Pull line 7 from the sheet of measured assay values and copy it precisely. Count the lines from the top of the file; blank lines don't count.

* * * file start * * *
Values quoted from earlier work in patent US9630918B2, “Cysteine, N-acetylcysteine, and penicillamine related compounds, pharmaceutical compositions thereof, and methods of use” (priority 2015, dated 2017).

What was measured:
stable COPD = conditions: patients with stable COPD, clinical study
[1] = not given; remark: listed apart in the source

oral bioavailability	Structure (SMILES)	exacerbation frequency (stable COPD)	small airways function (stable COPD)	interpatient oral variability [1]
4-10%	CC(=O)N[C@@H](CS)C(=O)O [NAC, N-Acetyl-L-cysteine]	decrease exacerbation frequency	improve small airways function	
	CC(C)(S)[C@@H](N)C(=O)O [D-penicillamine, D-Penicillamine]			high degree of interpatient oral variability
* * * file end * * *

	CC(C)(S)[C@@H](N)C(=O)O [D-penicillamine, D-Penicillamine]			high degree of interpatient oral variability